“The ability to socialize and collaborate is one of the founding blocks of creating a tech community,” writes Ashkán Zandieh, director of the creative and start-up advisory division at ABS Partners Real Estate, in the latest edition of his quarter TechStarter report. Mr. Zandieh has been involved with the technology sector for seven years. He created and sold a start-up, has advised several fledgling companies and tracked the field’s real estate activity for the past year. From ABS Partner’s Union Square area office, Mr. Zandieh is well-positioned to observe and dissect the red hot Midtown South tech real estate market and, if he looks south, the growth of the Financial District as a tech and new media contender.
Mr Zandieh spoke by phone with The Commercial Observer.
The Commercial Observer: How is the tech-fueled Midtown South commercial real estate market holding up?
Mr. Zandieh: The average asking rental price per square foot increased from an estimated $38 per-square-foot in 2011 and 2012 to nearly $60 per square foot for Class B buildings in Midtown South in the first quarter of 2013. What’s pretty interesting is that we’re seeing a Class B transition–there’s a fuzzy line between Class B and Class C.
So young companies are still drawn to, and able to afford, the neighborhood?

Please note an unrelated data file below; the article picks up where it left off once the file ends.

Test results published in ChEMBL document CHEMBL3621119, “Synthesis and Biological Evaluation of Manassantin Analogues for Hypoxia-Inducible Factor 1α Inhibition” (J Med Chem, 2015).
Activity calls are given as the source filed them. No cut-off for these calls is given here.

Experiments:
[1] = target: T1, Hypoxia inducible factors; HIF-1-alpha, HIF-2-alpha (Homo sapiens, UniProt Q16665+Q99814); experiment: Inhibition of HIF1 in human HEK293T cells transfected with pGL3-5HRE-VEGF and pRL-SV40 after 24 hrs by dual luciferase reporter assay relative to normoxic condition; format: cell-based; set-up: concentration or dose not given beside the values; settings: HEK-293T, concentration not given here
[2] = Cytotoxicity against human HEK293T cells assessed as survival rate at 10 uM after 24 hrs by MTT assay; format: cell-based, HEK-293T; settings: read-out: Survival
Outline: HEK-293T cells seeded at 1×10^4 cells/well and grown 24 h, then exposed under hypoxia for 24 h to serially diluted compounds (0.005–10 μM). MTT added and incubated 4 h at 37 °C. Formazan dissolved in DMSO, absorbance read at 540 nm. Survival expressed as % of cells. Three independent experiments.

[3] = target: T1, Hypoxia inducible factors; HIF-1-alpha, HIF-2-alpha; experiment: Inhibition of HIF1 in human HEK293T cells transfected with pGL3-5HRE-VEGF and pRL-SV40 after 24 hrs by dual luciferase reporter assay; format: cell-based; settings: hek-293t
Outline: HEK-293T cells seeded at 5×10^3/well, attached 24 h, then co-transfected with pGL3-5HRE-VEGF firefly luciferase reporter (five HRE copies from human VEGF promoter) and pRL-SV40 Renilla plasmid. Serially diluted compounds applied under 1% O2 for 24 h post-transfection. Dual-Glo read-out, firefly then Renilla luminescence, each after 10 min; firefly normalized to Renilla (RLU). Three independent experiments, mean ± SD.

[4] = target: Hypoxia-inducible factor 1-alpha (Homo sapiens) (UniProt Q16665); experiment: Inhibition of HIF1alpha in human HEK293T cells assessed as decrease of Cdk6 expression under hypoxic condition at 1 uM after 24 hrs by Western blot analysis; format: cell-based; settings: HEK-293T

A lot of the start-ups I’m working with now are down in Soho and expanding by 20 or 30 employees. They’re moving out of Soho and to NoMad, where they can get larger floor plates. By NoMad, I mean 23rd Street to 28th Street between Park and Seventh Avenues.
Image-licensing company Shutterstock is relocating to the Empire State Building, The Wall Street Journal reports.
The tech startup signed a lease for more than 80,000 square feet on two whole floors of the building, leaving behind 60 Broad Street after the addition of 50 employees following its public offering in October maxed out that space.
“We’ve been growing, and what we want is a more collaborative, open environment,” Shutterstock CEO Jon Oringer told the Journal. “We were looking for really big floor plates, but if you want to go around there [in Midtown], you’d have to look at three or four floors to get the same amount of space.”
When Marissa Mayer, the chief executive of Yahoo, announced last month the abolishment of the internet pioneer’s work-from-home policy, the move was seen as a referendum not only on the company’s current struggle to stay relevant but also on the very idea of telecommuting.
Founded in 1995, Yahoo played a role in the rise of working remotely, a trend that certain exaggerated reports argued could lead to the abandonment of traditional headquarters altogether. Ms. Mayer, who came to Yahoo last year from Google, cited the importance of face-to-face collaboration as a promoter of innovation, but implicit in the announcement was the feeling that Yahoo needed a morale boost and a stronger brand identity that could not be achieved from workers’ living rooms.
At his press conference this afternoon, Mayor Michael Bloomberg was asked about his thoughts on the “Twitter universe” in light of a recent scandal involving an EMS lieutenant who was suspended after the New York Post revealed a series of racist statements he made on the social media site. Mayor Bloomberg described it as evidence people need to be far more careful about what they post online and suggested he’d even warned one of his fellow media moguls, Rupert Murdoch, to stay away from Twitter.